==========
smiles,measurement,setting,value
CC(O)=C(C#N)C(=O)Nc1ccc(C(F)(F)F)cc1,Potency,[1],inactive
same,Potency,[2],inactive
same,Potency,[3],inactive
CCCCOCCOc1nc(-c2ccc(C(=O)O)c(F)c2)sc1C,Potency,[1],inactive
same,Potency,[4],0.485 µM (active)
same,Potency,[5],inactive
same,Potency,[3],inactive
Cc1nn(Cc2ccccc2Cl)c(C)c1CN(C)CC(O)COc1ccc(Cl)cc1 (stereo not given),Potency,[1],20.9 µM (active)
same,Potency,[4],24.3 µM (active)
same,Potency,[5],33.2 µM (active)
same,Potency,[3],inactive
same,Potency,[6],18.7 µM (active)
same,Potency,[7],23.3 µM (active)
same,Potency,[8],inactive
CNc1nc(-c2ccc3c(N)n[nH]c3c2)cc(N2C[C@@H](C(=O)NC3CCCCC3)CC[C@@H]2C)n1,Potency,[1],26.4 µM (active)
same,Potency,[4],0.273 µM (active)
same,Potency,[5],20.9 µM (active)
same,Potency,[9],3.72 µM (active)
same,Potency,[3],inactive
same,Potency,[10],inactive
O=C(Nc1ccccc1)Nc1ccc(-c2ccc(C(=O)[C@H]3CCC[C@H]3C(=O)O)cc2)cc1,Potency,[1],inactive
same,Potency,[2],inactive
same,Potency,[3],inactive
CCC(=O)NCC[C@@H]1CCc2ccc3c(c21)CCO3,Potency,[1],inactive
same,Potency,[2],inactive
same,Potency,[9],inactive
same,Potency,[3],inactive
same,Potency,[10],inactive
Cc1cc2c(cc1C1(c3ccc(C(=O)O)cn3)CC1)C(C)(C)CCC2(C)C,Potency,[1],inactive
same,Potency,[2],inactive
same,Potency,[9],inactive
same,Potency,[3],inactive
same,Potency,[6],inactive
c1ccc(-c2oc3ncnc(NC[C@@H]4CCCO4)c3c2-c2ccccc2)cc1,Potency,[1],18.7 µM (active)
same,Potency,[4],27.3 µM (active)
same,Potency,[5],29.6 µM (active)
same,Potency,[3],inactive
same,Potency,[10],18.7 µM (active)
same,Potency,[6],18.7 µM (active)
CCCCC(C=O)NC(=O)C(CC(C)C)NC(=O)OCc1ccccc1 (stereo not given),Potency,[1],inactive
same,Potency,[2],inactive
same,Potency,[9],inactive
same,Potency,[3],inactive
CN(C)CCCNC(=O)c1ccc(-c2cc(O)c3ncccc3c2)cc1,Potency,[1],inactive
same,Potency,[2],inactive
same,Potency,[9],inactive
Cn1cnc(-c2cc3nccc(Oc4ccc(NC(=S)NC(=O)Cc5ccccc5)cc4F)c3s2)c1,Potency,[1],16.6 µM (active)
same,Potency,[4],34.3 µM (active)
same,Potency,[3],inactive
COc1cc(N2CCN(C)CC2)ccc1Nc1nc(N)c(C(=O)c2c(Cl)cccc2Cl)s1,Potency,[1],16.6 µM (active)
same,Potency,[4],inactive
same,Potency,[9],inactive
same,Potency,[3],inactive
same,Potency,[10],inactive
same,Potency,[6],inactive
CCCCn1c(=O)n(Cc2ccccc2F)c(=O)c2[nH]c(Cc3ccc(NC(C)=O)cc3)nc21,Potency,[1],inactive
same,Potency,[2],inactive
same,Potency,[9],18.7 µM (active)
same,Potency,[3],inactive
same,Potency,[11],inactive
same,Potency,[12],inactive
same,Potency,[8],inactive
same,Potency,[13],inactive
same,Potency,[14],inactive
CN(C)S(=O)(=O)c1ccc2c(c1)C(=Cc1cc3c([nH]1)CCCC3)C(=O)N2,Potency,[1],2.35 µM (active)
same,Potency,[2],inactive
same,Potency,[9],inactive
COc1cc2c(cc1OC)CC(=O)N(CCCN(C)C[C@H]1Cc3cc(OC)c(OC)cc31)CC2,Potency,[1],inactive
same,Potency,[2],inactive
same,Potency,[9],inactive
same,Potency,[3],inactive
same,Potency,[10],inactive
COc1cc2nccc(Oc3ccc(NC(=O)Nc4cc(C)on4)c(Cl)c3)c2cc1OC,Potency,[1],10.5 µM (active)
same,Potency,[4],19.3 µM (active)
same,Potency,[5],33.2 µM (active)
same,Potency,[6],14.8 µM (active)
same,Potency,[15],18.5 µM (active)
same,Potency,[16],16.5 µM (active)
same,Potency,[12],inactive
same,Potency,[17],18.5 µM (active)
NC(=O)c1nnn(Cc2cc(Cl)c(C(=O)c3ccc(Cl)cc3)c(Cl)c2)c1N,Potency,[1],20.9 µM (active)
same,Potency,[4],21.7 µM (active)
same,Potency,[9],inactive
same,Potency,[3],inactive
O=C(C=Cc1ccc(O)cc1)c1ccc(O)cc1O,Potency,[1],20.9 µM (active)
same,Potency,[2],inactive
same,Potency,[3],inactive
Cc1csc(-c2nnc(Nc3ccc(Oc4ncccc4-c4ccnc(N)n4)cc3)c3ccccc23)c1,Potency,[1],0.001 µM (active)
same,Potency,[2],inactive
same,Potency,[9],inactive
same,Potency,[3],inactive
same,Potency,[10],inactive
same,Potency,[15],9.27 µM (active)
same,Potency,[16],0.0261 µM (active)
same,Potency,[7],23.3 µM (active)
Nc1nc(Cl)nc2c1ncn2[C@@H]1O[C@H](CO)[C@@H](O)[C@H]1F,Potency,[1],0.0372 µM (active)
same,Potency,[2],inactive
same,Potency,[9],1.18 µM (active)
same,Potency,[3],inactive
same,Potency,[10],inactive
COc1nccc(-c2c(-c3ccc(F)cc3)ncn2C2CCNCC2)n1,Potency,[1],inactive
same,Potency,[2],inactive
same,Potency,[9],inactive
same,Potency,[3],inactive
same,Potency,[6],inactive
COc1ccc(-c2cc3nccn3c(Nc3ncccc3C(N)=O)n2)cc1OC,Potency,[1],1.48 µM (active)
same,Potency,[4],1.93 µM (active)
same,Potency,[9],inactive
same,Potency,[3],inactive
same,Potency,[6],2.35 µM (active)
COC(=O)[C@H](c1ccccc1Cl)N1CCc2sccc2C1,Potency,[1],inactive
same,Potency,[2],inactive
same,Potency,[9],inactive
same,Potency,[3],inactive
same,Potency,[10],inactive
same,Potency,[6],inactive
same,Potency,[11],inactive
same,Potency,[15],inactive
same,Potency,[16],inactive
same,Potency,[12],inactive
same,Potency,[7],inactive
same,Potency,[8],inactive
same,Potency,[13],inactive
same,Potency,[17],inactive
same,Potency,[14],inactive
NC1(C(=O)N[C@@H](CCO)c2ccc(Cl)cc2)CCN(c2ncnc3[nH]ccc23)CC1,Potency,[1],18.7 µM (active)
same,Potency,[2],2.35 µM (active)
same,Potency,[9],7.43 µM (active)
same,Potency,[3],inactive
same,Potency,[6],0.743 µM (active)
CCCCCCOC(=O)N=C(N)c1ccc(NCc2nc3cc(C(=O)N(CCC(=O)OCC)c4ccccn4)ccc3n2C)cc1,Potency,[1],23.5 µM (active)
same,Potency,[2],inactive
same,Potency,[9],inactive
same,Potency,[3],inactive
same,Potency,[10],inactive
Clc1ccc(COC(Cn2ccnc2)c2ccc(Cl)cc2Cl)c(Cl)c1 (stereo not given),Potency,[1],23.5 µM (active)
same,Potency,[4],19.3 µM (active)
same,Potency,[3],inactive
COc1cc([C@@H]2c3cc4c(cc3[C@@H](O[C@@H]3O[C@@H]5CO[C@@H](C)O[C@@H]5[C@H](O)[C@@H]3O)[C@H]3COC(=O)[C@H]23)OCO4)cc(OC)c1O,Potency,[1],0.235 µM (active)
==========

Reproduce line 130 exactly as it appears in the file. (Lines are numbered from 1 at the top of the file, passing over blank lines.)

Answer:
same,Potency,[3],inactive